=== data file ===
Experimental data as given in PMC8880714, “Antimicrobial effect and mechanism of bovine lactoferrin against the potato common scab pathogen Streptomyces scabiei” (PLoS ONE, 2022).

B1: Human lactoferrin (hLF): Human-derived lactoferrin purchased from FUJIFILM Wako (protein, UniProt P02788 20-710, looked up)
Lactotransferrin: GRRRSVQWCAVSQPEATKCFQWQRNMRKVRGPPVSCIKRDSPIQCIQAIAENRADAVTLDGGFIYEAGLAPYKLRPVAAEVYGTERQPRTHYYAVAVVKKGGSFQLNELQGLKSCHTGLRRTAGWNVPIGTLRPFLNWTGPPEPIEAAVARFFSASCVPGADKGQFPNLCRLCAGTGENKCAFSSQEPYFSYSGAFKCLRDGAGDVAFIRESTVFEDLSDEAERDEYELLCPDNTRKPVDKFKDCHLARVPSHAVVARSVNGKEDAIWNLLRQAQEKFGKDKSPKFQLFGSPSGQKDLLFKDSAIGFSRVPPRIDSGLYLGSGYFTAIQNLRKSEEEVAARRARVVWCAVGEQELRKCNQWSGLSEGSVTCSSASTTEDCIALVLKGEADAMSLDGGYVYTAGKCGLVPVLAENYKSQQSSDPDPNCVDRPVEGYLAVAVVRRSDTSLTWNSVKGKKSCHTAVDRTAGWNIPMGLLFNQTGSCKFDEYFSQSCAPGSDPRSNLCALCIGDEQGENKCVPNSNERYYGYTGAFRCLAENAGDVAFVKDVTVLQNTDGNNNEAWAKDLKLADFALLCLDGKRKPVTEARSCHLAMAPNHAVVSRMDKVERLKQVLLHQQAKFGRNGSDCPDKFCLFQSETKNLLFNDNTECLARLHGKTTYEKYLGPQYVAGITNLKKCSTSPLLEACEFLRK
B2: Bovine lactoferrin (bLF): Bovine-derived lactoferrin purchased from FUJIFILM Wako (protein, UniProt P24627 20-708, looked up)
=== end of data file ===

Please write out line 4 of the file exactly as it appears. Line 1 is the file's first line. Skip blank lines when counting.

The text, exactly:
B2: Bovine lactoferrin (bLF): Bovine-derived lactoferrin purchased from FUJIFILM Wako (protein, UniProt P24627 20-708, looked up)